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O.C. May Seek Shield Against Water Lawsuits

Sewage: As treatment plants are being built, sanitation district wants protection against any claims that Clean Water Act is being violated.


The Orange County Sanitation District is considering a controversial legal strategy aimed at protecting the agency against lawsuits as it moves to fully treat sewage dumped into the ocean.

Under the plan, discussed by the district board Wednesday night, the Environmental Protection Agency would preemptively file suit against the district, alleging violation of federal clean water laws. The agencies would ask a federal judge to issue a consent decree, which would make it more difficult for environmentalists to successfully sue the district for violating the Clean Water Act.

District officials said the protection is needed as it moves to improve ocean water quality. But critics said it's an unnecessary action and that the district should focus on improving treatment facilities as soon as possible.

Currently, the district provides only partial treatment to the sewage it dumps off the Huntington Beach coast. The level of treatment is less than most sanitation districts perform and is allowed because the agency received a special waiver from the EPA.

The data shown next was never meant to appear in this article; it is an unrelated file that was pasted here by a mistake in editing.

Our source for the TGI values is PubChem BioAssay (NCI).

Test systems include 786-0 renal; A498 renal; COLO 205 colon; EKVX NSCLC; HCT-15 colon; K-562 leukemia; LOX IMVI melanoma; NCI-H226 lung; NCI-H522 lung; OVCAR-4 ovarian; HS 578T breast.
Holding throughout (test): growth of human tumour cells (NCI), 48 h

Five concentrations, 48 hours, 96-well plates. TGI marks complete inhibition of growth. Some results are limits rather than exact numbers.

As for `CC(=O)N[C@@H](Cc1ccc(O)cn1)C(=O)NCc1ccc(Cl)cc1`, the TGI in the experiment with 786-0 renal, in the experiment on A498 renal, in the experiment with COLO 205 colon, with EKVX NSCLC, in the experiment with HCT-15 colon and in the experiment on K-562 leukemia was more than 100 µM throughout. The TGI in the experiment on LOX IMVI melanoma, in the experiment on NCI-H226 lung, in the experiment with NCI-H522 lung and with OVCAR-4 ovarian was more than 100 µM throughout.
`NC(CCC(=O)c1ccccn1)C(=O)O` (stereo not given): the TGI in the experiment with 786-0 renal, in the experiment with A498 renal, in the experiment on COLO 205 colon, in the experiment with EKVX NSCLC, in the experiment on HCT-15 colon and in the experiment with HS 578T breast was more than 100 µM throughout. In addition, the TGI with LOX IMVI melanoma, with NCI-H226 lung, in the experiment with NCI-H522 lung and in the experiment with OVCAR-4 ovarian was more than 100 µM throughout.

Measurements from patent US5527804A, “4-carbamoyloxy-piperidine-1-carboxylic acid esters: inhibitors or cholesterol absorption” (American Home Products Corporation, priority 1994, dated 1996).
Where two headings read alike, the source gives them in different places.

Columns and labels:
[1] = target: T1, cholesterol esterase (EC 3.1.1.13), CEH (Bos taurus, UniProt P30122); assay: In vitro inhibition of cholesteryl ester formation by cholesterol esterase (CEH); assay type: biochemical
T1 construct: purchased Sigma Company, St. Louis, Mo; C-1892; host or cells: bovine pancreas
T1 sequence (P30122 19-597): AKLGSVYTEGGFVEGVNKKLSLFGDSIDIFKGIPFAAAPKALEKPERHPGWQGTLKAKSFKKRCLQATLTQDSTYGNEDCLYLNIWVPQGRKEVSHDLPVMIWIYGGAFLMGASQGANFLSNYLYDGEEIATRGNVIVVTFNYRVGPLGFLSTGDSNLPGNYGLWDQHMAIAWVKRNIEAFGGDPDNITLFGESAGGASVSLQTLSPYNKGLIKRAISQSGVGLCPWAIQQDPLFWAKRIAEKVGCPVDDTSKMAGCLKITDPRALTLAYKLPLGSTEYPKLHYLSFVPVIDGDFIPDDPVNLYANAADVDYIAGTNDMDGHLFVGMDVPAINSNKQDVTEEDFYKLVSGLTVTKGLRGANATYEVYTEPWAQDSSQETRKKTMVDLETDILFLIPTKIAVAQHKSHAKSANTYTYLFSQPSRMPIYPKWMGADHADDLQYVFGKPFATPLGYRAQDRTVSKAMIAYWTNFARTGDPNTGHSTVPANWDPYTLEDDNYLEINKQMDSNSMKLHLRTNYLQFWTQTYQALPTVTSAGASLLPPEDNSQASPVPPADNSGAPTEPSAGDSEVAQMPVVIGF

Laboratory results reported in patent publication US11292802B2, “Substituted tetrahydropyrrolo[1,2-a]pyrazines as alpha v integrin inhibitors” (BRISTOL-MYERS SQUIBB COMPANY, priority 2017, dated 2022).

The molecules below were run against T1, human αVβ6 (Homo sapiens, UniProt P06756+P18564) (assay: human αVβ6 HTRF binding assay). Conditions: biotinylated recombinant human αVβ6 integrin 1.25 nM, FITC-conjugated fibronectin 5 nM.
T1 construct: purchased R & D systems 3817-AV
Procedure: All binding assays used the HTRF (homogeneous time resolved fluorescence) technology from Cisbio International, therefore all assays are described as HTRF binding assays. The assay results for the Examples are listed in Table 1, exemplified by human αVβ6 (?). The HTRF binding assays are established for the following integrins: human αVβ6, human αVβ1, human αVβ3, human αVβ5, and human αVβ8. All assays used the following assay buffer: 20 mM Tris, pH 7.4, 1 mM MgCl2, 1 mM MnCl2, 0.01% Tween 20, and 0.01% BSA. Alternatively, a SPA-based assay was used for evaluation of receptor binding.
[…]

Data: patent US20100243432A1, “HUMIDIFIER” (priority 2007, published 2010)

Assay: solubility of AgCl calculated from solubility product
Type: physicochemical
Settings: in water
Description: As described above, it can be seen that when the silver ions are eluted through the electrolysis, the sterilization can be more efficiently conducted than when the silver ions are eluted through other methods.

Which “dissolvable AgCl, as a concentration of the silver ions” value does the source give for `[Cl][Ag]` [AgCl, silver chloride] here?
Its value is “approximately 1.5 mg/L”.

This summer, the district voted not to seek an extension of the waiver and instead moved to fully treat the sewage. But such a conversion will take up to 11 years and cost as much as $430 million. Without the waiver, officials said, they need protection against possible fines and lawsuits while treatment plants are built.

"We think this is the most protective and the best mechanism because the district is [moving to fuller treatment] voluntarily," said Janet Y. Hashimoto, chief of monitoring and assessment at the EPA's San Francisco office.

EPA officials discussed the strategy with district directors Wednesday during a private meeting. District director Debbie Cook, mayor of Huntington Beach, criticized the meeting, saying government agencies cannot meet in secret with potential litigants.

She also expressed concern over another proposal: seeking an amendment to the Clean Water Act that would bar future fines against the district.

Cook said the district doesn't need these legal protections. "We should just move ahead to reach [fuller] treatment as soon as possible," she said.

Some environmentalists agree.

"The environmental community spoke with one voice about its willingness to accept a substantial period of time for [the sanitation district] to accomplish the upgrade," said David Beckman, a senior attorney with the National Resources Defense Council.

The district serves more than 2.7 million customers in central and northern Orange County. It discharges 243 million gallons of moderately treated sewage into the ocean daily. The waiver allows for half of that sewage to receive two levels of treatment; the other half gets primary treatment.

Consent decrees have been used by other sanitation districts, including L.A. agencies, trying to upgrade sewage treatment.

The district is likely to get some legal protection from Sacramento in the form of a state law.

The bill by Assemblymen Ken Maddox (R-Garden Grove) and Bill Campbell (R-Villa Park) exempts the district from fines as long as it acts in good faith to move toward full sewage treatment by 2013.

The bill passed the Legislature and is awaiting Gov. Gray Davis' signature.

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